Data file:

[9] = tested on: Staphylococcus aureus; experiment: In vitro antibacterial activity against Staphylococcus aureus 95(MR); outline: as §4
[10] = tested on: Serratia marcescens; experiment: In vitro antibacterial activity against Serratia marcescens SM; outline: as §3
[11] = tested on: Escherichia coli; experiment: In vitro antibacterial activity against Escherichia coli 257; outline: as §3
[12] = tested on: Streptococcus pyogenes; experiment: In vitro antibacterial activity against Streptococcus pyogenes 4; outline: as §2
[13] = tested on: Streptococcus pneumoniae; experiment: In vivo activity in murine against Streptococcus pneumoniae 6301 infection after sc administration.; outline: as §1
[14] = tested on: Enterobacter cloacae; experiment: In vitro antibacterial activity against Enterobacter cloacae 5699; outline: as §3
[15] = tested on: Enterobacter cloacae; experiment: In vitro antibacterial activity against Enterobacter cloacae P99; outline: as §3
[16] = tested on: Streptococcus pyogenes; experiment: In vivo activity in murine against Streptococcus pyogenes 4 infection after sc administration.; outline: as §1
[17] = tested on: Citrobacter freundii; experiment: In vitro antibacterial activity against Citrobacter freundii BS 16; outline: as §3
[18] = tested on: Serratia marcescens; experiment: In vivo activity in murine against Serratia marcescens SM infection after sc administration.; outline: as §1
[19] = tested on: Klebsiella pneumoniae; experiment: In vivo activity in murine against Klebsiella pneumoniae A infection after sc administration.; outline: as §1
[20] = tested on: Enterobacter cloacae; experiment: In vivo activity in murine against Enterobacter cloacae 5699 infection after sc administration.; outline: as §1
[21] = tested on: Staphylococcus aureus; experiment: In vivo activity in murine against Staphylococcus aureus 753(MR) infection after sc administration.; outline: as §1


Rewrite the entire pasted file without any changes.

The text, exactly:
[9] = tested on: Staphylococcus aureus; experiment: In vitro antibacterial activity against Staphylococcus aureus 95(MR); outline: as §4
[10] = tested on: Serratia marcescens; experiment: In vitro antibacterial activity against Serratia marcescens SM; outline: as §3
[11] = tested on: Escherichia coli; experiment: In vitro antibacterial activity against Escherichia coli 257; outline: as §3
[12] = tested on: Streptococcus pyogenes; experiment: In vitro antibacterial activity against Streptococcus pyogenes 4; outline: as §2
[13] = tested on: Streptococcus pneumoniae; experiment: In vivo activity in murine against Streptococcus pneumoniae 6301 infection after sc administration.; outline: as §1
[14] = tested on: Enterobacter cloacae; experiment: In vitro antibacterial activity against Enterobacter cloacae 5699; outline: as §3
[15] = tested on: Enterobacter cloacae; experiment: In vitro antibacterial activity against Enterobacter cloacae P99; outline: as §3
[16] = tested on: Streptococcus pyogenes; experiment: In vivo activity in murine against Streptococcus pyogenes 4 infection after sc administration.; outline: as §1
[17] = tested on: Citrobacter freundii; experiment: In vitro antibacterial activity against Citrobacter freundii BS 16; outline: as §3
[18] = tested on: Serratia marcescens; experiment: In vivo activity in murine against Serratia marcescens SM infection after sc administration.; outline: as §1
[19] = tested on: Klebsiella pneumoniae; experiment: In vivo activity in murine against Klebsiella pneumoniae A infection after sc administration.; outline: as §1
[20] = tested on: Enterobacter cloacae; experiment: In vivo activity in murine against Enterobacter cloacae 5699 infection after sc administration.; outline: as §1
[21] = tested on: Staphylococcus aureus; experiment: In vivo activity in murine against Staphylococcus aureus 753(MR) infection after sc administration.; outline: as §1